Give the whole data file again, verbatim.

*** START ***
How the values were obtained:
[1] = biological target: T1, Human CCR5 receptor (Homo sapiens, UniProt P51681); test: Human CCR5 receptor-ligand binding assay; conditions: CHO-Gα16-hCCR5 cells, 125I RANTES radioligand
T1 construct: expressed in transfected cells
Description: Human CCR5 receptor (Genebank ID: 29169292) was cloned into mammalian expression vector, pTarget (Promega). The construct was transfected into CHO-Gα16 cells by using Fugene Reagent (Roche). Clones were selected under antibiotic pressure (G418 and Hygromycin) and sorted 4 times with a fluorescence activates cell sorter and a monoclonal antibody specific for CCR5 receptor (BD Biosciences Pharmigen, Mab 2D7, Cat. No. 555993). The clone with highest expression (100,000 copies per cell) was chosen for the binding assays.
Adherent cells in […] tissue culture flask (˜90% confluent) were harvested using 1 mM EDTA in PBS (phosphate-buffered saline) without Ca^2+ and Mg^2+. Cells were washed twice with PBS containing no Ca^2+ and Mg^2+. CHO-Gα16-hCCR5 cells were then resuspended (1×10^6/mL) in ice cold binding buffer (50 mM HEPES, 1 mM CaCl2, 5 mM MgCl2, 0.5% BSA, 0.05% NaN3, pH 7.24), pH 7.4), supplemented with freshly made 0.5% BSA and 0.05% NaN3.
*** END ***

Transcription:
How the values were obtained:
[1] = biological target: T1, Human CCR5 receptor (Homo sapiens, UniProt P51681); test: Human CCR5 receptor-ligand binding assay; conditions: CHO-Gα16-hCCR5 cells, 125I RANTES radioligand
T1 construct: expressed in transfected cells
Description: Human CCR5 receptor (Genebank ID: 29169292) was cloned into mammalian expression vector, pTarget (Promega). The construct was transfected into CHO-Gα16 cells by using Fugene Reagent (Roche). Clones were selected under antibiotic pressure (G418 and Hygromycin) and sorted 4 times with a fluorescence activates cell sorter and a monoclonal antibody specific for CCR5 receptor (BD Biosciences Pharmigen, Mab 2D7, Cat. No. 555993). The clone with highest expression (100,000 copies per cell) was chosen for the binding assays.
Adherent cells in […] tissue culture flask (˜90% confluent) were harvested using 1 mM EDTA in PBS (phosphate-buffered saline) without Ca^2+ and Mg^2+. Cells were washed twice with PBS containing no Ca^2+ and Mg^2+. CHO-Gα16-hCCR5 cells were then resuspended (1×10^6/mL) in ice cold binding buffer (50 mM HEPES, 1 mM CaCl2, 5 mM MgCl2, 0.5% BSA, 0.05% NaN3, pH 7.24), pH 7.4), supplemented with freshly made 0.5% BSA and 0.05% NaN3.